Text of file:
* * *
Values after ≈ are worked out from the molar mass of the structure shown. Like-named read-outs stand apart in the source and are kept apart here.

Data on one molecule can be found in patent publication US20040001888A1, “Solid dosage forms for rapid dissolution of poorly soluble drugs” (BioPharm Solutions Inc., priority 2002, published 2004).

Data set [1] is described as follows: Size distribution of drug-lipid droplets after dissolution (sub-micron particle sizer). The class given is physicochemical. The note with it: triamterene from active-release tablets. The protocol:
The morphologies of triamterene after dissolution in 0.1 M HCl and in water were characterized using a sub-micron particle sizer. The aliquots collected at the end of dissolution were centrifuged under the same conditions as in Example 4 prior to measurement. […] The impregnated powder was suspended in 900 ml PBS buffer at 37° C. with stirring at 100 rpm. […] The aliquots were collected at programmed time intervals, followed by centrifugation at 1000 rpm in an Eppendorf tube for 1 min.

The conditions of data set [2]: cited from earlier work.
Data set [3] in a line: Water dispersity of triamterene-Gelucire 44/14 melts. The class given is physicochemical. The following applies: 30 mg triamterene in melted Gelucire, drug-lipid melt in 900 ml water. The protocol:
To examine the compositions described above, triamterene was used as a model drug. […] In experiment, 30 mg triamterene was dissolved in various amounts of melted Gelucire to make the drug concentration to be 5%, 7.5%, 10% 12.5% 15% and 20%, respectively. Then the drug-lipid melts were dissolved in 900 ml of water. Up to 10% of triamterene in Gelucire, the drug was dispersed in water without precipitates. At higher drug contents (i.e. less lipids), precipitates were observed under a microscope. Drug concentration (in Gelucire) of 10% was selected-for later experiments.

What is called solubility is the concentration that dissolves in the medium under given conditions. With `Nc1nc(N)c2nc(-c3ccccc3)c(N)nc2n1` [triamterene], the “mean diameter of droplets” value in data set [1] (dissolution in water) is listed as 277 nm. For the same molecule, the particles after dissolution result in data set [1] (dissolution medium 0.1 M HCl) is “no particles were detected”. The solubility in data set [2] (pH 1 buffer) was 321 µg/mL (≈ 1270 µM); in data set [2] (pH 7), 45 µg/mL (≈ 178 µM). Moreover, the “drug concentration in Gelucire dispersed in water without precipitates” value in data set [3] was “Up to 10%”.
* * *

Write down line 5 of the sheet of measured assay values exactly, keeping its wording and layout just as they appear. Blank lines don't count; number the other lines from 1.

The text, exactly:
The conditions of data set [2]: cited from earlier work.